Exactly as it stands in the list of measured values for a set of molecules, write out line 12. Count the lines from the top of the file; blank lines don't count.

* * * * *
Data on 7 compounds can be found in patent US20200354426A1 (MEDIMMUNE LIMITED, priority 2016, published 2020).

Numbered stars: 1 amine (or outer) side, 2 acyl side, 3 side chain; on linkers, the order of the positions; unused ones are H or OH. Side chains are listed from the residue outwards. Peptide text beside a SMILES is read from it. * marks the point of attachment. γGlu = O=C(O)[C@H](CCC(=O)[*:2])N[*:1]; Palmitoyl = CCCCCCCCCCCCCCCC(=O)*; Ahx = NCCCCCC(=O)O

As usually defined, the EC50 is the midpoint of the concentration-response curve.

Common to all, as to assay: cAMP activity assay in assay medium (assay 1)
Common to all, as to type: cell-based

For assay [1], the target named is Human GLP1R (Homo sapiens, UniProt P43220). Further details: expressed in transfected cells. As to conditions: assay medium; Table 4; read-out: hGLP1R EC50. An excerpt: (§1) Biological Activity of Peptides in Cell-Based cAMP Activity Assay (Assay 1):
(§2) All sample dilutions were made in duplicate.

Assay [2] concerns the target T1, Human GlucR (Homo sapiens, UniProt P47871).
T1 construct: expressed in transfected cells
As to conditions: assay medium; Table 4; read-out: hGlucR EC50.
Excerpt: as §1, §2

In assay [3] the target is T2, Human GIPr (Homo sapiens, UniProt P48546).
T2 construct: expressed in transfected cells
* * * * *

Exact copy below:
In assay [3] the target is T2, Human GIPr (Homo sapiens, UniProt P48546).